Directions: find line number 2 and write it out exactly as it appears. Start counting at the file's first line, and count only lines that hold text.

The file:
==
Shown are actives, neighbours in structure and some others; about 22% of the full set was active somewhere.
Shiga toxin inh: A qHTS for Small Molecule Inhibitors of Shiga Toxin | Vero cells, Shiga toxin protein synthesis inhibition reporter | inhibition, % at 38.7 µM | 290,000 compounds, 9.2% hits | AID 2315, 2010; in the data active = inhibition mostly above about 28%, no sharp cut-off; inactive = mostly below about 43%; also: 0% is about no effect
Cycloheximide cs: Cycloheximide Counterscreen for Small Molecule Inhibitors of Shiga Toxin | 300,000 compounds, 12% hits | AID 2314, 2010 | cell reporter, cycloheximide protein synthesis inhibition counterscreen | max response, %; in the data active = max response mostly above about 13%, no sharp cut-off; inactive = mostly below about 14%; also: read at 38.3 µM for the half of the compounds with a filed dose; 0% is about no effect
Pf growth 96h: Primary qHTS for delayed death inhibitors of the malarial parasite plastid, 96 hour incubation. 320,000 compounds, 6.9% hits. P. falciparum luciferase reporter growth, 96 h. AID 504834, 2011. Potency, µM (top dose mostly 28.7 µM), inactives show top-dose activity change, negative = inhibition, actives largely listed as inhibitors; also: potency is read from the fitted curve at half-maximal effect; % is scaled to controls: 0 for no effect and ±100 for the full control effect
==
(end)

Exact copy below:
Shiga toxin inh: A qHTS for Small Molecule Inhibitors of Shiga Toxin | Vero cells, Shiga toxin protein synthesis inhibition reporter | inhibition, % at 38.7 µM | 290,000 compounds, 9.2% hits | AID 2315, 2010; in the data active = inhibition mostly above about 28%, no sharp cut-off; inactive = mostly below about 43%; also: 0% is about no effect